Last week I learned more about Pair Programming than I gained from all my previous years of working with developers. (As a Business Analyst, I have never paired for a significant amount of time, but I think I’ll be forcing that issue soon!) My team had an hour-long discussion about pair programming that filled me with new insights, although if you’re into programming and engineering you can follow this reverse engineering tutorial to know how programs work. Here’s a summary of my notes so you can gain some insight into this engineering practice.
Project Background: ThoughtWorks was hired to develop a set of branded websites for our Client. The team was a mix of ThoughtWorkers and Client developers, analysts, and project management. The first few months were pretty rough with a scope significantly bigger than the timeline. Worse, while we thought we could avoid the 15-year old legacy code and a myriad of systems, we couldn’t and it added significant roadblocks. The result is we struggled for a couple months in the middle of the project. We turned things around and were very happy with the end product, which was due to go live in two weeks. Except the project was cancelled!
The team history — struggling against the seemingly insurmountable scope and environment, turning the project around, and the sudden cancellation (for business reasons, nothing to do with the project itself) — built the environment for very open and honest discussions. Of the 25+ people on the project, almost 15 of us met to talk about Pair Programming. Most of the folks were developers, split evenly between the Client and ThoughtWorks. The Client developers were new to paired programming when they started with this project. Their total experience with pairing ranged from 1-7 months. The final third of the audience was spread among QA, BA, an iteration manager (think Scrum Master), and a Client program manager.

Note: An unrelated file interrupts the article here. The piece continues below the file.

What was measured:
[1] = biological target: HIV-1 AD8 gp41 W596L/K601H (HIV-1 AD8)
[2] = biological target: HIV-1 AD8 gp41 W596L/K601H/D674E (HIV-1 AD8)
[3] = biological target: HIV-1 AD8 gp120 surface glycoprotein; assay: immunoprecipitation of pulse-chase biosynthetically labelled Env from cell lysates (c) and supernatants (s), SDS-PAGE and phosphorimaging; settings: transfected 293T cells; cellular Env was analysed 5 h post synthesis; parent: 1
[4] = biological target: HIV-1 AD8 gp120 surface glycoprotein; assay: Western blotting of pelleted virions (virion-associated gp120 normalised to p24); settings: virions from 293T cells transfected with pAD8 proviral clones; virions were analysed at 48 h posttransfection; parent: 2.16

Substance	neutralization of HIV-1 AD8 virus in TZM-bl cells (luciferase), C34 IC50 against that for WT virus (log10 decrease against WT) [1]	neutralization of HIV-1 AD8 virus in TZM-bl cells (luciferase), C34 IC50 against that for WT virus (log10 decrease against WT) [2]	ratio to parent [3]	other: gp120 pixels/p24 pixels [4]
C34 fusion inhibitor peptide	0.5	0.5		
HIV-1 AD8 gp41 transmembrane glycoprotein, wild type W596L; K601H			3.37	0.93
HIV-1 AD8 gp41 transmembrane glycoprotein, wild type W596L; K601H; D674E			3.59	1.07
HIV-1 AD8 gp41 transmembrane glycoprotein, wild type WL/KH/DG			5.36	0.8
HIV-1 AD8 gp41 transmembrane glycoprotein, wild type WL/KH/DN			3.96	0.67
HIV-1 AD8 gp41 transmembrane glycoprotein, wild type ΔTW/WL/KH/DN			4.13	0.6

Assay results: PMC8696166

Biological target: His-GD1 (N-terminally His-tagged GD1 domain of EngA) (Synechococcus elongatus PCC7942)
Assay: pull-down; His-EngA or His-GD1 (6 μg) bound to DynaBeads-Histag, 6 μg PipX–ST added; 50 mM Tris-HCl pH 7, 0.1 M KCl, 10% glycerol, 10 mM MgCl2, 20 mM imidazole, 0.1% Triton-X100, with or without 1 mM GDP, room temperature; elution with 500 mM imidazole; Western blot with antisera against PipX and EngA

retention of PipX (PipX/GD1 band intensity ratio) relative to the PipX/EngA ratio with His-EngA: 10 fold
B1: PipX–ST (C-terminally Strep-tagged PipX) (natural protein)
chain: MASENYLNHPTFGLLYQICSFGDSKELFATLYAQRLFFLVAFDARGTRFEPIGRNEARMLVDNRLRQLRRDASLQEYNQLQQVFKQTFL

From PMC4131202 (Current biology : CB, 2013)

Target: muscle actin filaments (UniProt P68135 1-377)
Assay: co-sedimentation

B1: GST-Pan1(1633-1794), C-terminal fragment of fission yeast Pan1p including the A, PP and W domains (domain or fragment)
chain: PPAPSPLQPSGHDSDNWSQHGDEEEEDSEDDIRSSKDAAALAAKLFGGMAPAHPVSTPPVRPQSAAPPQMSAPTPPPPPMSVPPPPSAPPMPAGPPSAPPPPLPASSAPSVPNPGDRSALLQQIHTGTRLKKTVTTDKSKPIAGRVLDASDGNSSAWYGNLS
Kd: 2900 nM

I kicked off the meeting by asking the Client devs if they had experience with paired programming before this, what they liked, and didn’t like about the experience. Starting off positive, they really liked the knowledge sharing and the cross-pollination of new ideas and information.
A month later I was exhausted, but I was completely on board.
Then we got honest and they said it was really awkward at first. “Do I touch the keyboard? Do I not touch the keyboard? I was pointing at the screen with my finger and the other person said they couldn’t see what I was pointing at.” Quickly, another Client dev jumped in and said, “It was intimidating. I don’t like to look stupid. When I work on my own it’s a process of doing stupid stuff, it doesn’t work, doing stupid stuff, it doesn’t work, and finally one day it works. It [paired programming] is like a test.”
“I thought the math meant we could do double,” said a third Client dev. “I was not on board and a month later I was exhausted, but I was completely on board. I would not go away from paired programming at all. You have fixed 10 things without even typing anything because you’re pair is catching things.” After a bit more discussion he came back and finished with, “It’s a different math, but I think the speed is double. It’s more efficient. When you’re with a pair, then you are not checking emails, you are not on YouTube. You are not doing any of that. You have almost no waste of time. It’s quite exhausting.”